Floods and landslides brought enormous destruction to Sri Lanka, but they also brought community spirit and generosity that define the small nation, writes Navodinee Wickramanayake, 22, a Correspondent from Sri Lanka who urges continued positive response to the disaster.
I guess the drought was not the very worst. After weeks of wishing for rains, rains we got. According to the meteorological department, in one day we received a month’s worth of rain.
These monsoonal rains, resulting in devastating floods and landslides, have left almost half a million people displaced. They killed almost another hundred in the process. We experienced what could be called the worst natural disaster since the tsunami in 2004.
Amidst the muddy waters, the world began to see a side of Sri Lanka that only those who lived within its borders knew of – our selfless generosity. As little as we are, Sri Lanka has been named the world’s eighth most generous nation according to the World Giving Index. Generosity is deeply embedded in our culture, and the past few days have been a gentle reminder of just how much that is true.
Our brave military, local start-ups, organisations and communities joined hands to provide much-needed aid and relief, so much so that if you would go into a supermarket in an unaffected area, it would be hard for you to purchase rations and snacks, as most of the stock has been bought by locals to be donated to those trapped in their homes or seeking refuge in evacuation camps.
You’ll see the youth of the nation heading out with boats and jet skis to rescue those affected, from humans to puppies and even lizards! It is not only the mere act of giving that has filled my heart with awe, but also their desire to physically contribute that has truly made me prouder than ever.
Social media and technology were at the forefront of these relief efforts with organisations like PickMe, Takas and Uber introducing boat pick ups and donation buttons on their apps to better locate victims as well as collect and distribute aid from locals. Being able to use technology at times of struggle such as this is a hopeful indication of the bright future Sri Lanka will have in bettering our disaster relief management efforts.
Despite the heart-warming generosity of our own as well as the international community during the initial stages of the crisis, there is so much to be done in the upcoming months. I have never for a second doubted my country’s ability to care for our own, regardless of race or religion, but we must remember these times of need extend long after the muddy water recedes and the homes are cleaned.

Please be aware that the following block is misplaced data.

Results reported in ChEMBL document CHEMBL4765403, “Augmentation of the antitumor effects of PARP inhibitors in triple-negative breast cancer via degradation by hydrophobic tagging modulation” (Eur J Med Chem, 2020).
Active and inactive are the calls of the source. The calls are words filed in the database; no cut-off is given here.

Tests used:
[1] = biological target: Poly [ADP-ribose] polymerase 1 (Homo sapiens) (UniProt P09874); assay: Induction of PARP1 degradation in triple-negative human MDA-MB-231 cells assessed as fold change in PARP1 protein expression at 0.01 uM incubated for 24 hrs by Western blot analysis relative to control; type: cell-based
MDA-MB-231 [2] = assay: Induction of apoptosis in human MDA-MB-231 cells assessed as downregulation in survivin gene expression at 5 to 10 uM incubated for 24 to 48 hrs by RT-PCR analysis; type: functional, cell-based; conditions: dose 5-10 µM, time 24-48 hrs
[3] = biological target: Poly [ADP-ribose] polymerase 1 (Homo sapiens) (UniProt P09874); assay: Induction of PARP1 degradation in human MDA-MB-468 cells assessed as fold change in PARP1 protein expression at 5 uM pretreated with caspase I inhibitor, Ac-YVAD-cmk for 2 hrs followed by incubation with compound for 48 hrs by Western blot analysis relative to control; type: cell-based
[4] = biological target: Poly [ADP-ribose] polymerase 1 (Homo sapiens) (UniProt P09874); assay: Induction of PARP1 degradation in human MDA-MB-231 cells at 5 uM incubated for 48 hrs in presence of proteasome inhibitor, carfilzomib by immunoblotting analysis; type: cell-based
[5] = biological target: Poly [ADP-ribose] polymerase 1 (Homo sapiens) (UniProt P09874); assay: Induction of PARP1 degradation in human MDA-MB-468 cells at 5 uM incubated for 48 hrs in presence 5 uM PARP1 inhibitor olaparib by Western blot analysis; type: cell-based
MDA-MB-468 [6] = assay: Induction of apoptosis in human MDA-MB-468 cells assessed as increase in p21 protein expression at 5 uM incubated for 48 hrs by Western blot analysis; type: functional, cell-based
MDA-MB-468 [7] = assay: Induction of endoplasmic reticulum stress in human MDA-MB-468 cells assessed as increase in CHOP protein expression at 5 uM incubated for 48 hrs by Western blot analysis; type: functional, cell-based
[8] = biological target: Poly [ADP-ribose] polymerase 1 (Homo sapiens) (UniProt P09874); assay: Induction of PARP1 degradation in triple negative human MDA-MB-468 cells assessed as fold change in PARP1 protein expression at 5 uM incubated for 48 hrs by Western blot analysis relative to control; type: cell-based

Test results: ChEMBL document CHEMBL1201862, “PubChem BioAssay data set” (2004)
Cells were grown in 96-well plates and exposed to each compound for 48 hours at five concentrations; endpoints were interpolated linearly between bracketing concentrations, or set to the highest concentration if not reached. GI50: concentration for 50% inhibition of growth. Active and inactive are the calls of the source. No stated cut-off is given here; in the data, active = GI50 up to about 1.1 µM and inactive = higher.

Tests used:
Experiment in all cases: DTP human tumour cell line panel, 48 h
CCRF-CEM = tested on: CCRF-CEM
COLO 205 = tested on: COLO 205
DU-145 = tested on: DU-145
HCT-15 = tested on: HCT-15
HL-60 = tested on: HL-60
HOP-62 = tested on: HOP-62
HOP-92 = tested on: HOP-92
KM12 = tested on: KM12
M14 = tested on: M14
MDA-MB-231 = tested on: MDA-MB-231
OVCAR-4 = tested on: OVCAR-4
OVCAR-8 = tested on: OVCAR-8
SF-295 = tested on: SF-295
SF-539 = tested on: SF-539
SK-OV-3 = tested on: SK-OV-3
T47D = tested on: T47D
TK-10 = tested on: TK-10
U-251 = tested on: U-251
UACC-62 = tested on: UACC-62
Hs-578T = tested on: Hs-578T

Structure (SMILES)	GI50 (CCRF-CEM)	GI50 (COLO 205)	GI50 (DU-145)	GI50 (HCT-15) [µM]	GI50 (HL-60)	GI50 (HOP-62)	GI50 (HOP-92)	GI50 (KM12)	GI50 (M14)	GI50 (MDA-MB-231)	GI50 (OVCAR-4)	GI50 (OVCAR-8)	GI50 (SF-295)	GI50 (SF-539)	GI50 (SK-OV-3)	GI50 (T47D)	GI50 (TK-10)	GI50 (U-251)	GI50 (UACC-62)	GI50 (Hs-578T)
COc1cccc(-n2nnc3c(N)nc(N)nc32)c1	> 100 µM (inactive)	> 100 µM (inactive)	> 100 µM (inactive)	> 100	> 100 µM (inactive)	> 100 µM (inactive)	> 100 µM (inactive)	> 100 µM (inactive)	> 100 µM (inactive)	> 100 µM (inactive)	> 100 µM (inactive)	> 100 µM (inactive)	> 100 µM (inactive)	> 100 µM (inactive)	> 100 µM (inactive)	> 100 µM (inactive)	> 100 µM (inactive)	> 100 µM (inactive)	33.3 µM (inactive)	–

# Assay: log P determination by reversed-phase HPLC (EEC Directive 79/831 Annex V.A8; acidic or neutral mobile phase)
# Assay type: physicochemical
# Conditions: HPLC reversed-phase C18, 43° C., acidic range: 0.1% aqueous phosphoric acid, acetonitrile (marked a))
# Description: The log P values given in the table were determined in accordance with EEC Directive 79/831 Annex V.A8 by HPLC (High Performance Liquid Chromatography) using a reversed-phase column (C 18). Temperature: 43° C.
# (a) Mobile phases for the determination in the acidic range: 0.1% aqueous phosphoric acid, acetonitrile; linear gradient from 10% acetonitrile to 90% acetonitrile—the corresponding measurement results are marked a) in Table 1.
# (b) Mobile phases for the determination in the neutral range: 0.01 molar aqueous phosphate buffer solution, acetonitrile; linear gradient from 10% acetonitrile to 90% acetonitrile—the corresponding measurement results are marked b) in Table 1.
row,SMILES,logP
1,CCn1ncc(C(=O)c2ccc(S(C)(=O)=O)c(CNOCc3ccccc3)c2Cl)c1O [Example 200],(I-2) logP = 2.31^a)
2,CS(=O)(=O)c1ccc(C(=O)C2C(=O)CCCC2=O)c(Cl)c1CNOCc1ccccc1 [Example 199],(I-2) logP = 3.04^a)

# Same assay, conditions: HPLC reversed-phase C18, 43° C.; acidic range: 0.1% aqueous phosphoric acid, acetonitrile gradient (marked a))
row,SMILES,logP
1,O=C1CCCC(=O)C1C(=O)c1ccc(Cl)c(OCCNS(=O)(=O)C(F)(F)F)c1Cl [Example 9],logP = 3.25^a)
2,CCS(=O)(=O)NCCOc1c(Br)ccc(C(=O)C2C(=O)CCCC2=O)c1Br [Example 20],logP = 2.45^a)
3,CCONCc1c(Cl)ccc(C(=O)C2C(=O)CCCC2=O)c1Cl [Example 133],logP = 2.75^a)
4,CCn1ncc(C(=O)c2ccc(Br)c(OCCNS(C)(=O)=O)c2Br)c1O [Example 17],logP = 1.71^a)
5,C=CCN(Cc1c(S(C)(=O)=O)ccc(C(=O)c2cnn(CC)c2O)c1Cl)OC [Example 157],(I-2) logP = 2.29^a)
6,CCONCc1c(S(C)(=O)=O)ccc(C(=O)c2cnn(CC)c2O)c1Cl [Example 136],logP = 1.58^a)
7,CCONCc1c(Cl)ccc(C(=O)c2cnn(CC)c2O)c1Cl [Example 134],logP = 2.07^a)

Those affected need a tremendous amount of empowerment and assistance so that they are able to settle back into their lives. We must understand that as amazing as immediate aid is, it is equally important to continue to support the rehabilitation for these victims. A disaster like this leaves people helpless for months upon months. Important documents are lost, textbooks and examination notes drenched, spirits dampened. It is imperative to continue to show the same level of enthusiasm and support in order to help our fellow brothers and sisters reclaim their lives.
Yes the floods broke us, but they also healed us. It was a reminder of who we are as a community and what we stand for. We needed this. It was that feeling we get when we win or lose a cricket match – pride and unwavering hope to rise above. It is that feeling we felt in 2004 when we were humming that “Tsunami song” while packing truckloads of rations to send to our friends living by the coasts affected.
Since our memories are refreshed, let us use this to move forward with the same unity as we had when we used our voices to collect foreign aid, and when we tied our sarongs up high and waded in to brackish waters to carry someone’s grandmother into safety.
Let us remind ourselves of how we acted over the past few weeks whenever we feel like we are drifting apart. Let us remember how proud we felt to see ourselves come together, and we will never fall short of what we truly stand for, children of one nation.
About me: I am a Blogger for the United Nations Development Program Sri Lanka, a leader at the Global Education Project and currently obtaining an undergraduate degree on a full scholarship at Ritsumeikan Asia Pacific University, Japan.
I’ve been actively involved in projects that focus on youth empowerment and cultural appreciation and am passionate about creating sustainable and positive change. I hope to join an impactful organisation and help make a difference from grass roots levels.
Opinions expressed in this article are those of the author and do not necessarily represent the views of the Commonwealth Youth Programme. Articles are published in a spirit of dialogue, respect and understanding. If you disagree, why not submit a response?
To learn more about becoming a Commonwealth Correspondent please visit: http://www.yourcommonwealth.org/submit-articles/commonwealthcorrespondents/
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